NPR News

Pages

Africa
3:19 pm
Sun July 8, 2012

Liberia Launches Military Campaign To Route Rebels

Liberia is launching its first large-scale military operation since the end of its brutal civil war. Liberia's army, which has been trained by the U.S. military over the last six years, is going after mercenaries and rebels who are using thick forest as cover from which to launch ambushes in neighboring Ivory Coast.

Your Money
3:03 pm
Sun July 8, 2012

Raising Minimum Wage: A Help Or Harm?

Wendy Brown of Schenectady, N.Y., holds a sign before an Occupy Albany rally pushing for a raise in New York's minimum wage on May 29, 2012.
Mike Groll AP

Originally published on Sun July 8, 2012 6:55 pm

Back in 1912, Massachusetts became the first place in America to introduce a minimum wage, but it would take another quarter century before a national minimum wage was set.

President Franklin Roosevelt made it law in 1938, that any hourly worker had to be paid at least 25 cents an hour. It was revolutionary, and very few countries had anything like it.

Read more
Middle East
3:00 pm
Sun July 8, 2012

Drones Suspected In Yemen Fighting

Originally published on Sun July 8, 2012 3:19 pm

Weekends on All Things Considered host Guy Raz speaks with NPR's Kelly McEvers about her reporting trip to towns in southern Yemen, which recently came under fire from what are believed to be unmanned drones.

National Security
3:00 pm
Sun July 8, 2012

Hacking Drones And The Dangers It Presents

Originally published on Sun July 8, 2012 3:19 pm

A professor at The University of Texas has figured out how to intercept drones while in flight. Todd Humphreys and his team taps into the GPS coordinates of a civilian drone and can alter the flight path, even land it. Weekends on All Things Considered host Guy Raz speaks with Humphreys about how he did it and the dangers that hacking can present.

The Two-Way
2:05 pm
Sun July 8, 2012

Barney Frank Gets Married; The Bridegrooms Wore Black

Rep. Barney Frank (D-Mass., left) and his longtime partner Jim Ready got married in Massachusetts on Saturday.
Jaime E. Connolly AP

Originally published on Mon July 9, 2012 4:50 am

The first openly gay congressman is now the first sitting congressman to be in a same-sex marriage. Democratic Rep. Barney Frank married his longtime partner, James Ready, in a ceremony officiated by Massachusetts Gov. Deval L. Patrick on Saturday.

The setting was low-key — a Marriott hotel in suburban Boston — and the ceremony lasted less than five minutes. Attendees including Rep. Nancy Pelosi and Sen. John Kerry lent suitable gravitas.

Read more
Movies I've Seen A Million Times
12:50 pm
Sun July 8, 2012

The Movie Gabriel Macht's 'Seen A Million Times'

Tim Curry in The Rocky Horror Picture Show with Barry Bostwick and Susan Sarandon in 1975.
20th Century Fox The Kobal Collection

Originally published on Sun July 8, 2012 3:19 pm

The weekends on All Things Considered series Movies I've Seen a Million Times features filmmakers, actors, writers and directors talking about the movies that they never get tired of watching.

For actor Gabriel Macht, whose credits include The Good Shepherd, The Spirit, Love and Other Drugs and the USA TV show, "Suits," the movie he could watch a million times is the rock musical, The Rocky Horror Picture Show. "Tim Curry is just amazing," Macht says.

Read more
The Two-Way
12:31 pm
Sun July 8, 2012

Federer Dashes UK Hopes With Wimbledon Win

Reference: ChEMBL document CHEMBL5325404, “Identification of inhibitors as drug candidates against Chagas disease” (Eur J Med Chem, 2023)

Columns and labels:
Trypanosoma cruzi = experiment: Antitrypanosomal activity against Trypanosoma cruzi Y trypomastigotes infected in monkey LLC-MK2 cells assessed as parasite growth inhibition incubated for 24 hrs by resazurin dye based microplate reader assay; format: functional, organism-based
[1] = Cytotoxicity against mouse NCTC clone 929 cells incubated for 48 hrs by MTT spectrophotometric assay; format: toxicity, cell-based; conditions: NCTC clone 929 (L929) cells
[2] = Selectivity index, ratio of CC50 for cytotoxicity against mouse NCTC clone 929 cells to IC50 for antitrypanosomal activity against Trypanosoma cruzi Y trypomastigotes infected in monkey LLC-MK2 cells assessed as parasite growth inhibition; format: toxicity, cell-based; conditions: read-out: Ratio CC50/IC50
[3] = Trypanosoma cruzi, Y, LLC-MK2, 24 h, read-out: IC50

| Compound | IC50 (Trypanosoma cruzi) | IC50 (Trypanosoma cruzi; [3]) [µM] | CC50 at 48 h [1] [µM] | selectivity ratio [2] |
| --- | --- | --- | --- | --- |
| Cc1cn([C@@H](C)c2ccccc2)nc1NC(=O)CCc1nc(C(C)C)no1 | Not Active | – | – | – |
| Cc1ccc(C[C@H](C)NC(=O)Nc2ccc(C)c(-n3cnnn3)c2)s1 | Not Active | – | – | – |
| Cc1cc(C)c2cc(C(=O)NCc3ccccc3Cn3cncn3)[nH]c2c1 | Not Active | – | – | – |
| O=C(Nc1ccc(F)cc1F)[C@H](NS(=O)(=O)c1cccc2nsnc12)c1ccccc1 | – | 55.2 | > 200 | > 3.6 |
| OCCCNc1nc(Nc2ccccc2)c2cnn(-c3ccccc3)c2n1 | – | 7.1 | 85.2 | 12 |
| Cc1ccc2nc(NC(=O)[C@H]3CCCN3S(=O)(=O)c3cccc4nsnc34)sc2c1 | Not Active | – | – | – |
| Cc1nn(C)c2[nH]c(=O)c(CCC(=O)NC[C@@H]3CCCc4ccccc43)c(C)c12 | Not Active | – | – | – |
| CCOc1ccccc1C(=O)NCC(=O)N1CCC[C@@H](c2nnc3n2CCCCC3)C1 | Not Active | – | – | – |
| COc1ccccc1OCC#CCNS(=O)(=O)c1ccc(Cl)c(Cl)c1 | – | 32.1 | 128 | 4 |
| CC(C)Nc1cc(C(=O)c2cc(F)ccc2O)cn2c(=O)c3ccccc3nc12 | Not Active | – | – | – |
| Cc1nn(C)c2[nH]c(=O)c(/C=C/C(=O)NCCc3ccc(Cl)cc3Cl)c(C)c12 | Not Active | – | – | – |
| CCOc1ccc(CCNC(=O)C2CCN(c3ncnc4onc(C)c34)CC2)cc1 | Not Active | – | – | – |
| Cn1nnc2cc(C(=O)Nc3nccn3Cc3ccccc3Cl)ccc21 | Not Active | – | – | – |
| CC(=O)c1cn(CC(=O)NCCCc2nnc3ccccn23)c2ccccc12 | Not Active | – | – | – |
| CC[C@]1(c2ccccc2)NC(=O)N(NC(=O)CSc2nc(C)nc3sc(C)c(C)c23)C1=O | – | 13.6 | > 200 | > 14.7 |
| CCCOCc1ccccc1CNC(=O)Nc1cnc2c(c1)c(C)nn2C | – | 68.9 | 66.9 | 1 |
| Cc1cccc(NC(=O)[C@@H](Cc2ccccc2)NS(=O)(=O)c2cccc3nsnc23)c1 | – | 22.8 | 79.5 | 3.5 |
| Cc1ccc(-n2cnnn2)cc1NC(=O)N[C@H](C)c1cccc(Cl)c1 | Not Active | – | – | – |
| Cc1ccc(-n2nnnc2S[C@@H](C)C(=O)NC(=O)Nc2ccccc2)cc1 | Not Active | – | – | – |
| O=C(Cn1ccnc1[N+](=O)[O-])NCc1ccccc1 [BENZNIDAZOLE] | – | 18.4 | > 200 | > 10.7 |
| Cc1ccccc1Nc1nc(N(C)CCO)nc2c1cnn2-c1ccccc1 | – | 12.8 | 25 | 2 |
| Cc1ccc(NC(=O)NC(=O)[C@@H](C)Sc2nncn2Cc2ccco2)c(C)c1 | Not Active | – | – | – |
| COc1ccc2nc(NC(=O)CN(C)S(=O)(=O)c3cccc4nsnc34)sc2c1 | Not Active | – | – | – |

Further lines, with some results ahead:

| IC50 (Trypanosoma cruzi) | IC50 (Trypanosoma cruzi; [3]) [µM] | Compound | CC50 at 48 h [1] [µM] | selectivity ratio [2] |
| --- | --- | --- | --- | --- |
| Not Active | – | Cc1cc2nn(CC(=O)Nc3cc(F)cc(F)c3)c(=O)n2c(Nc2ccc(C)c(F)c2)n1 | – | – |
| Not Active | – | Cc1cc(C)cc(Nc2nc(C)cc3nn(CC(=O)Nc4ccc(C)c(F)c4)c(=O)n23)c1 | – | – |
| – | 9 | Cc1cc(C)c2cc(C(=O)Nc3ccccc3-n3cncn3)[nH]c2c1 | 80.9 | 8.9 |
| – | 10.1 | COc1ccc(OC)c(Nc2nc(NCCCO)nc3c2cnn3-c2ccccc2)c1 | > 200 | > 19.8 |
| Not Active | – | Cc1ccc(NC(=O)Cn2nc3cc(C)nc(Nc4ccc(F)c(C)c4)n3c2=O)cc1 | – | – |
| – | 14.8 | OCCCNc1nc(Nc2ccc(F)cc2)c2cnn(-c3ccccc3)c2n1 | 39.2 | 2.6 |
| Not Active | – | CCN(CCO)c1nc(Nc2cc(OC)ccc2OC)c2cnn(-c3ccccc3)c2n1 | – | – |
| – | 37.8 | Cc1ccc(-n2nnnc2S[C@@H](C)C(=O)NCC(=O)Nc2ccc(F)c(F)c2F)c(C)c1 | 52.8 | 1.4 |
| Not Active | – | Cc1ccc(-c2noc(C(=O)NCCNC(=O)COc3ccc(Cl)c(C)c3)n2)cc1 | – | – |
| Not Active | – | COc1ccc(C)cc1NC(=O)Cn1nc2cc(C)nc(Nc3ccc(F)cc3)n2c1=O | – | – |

Roger Federer of Switzerland (left) and Andy Murray of Great Britain hold up their trophies after the men's singles final match at Wimbledon Sunday.
Clive Brunskill Getty Images

Originally published on Mon July 9, 2012 4:49 am

Collapsing to the ground, Switzerland's Roger Federer rolled right back up with a look of joy Sunday as he took in his record-tying seventh title at the All England Club. He beat Britain's Andy Murray 4-6, 7-5, 6-3, 6-4 in a match that electrified fans and came close to giving the U.K. its first Wimbledon men's singles title since 1936.

Read more
Science
5:33 am
Sun July 8, 2012

How It Feels To Win A Bet Against Stephen Hawking

Originally published on Sun July 8, 2012 12:59 pm

Transcript

DAVID GREENE, HOST:

And let's turn from political to science. Researchers discovered what looks to be the elusive Higgs boson. It's a subatomic particle they've spent nearly 50 years searching for. So, this was special vindication for their efforts, and special vindication for one of the scientists who's been searching for the particle - a man named Gordy Kane. Kane won $100 in a bet with Stephen Hawking, arguably the world's smartest person alive today. Hawking admitted defeat on the BBC.

Read more
Africa
5:33 am
Sun July 8, 2012

South Sudan Turns 1, Without Much To Celebrate

Originally published on Sun July 8, 2012 12:59 pm

Transcript

DAVID GREENE, HOST:

Read more
Politics
5:33 am
Sun July 8, 2012

The Art Of Diplomacy Has Its Rules

Originally published on Sun July 8, 2012 12:59 pm

Transcript

DAVID GREENE, HOST:

Some people call it the art of diplomacy. Well, it sure is an art with a lot of rules. When an American president is meeting with a foreign leader, it is so important to respect the country's customs, use proper greetings, serve the right food, above all, avoid mistakes that could make things awkward. You might remember this scene from the TV drama, "The West Wing.

(SOUNDBITE OF TV SHOW, "THE WEST WING")

DULE HILL: (as Charlie Young) C.J.?

ALLISON JANNEY: (as C.J.) Hassan Ali is coming?

Read more
Africa
5:33 am
Sun July 8, 2012

Libyans Vote, But Power Struggle Has Just Begun

Originally published on Sun July 8, 2012 12:59 pm

Transcript

DAVID GREENE, HOST:

This is WEEKEND EDITION from NPR News. I'm David Greene.

Yesterday, for the first time since the fall of Moammar Gadhafi, Libyans cast votes to elect their government. These were parliamentary elections. And while Libyans celebrated the landmark event in the street, it is clear the transition to democracy is running into trouble.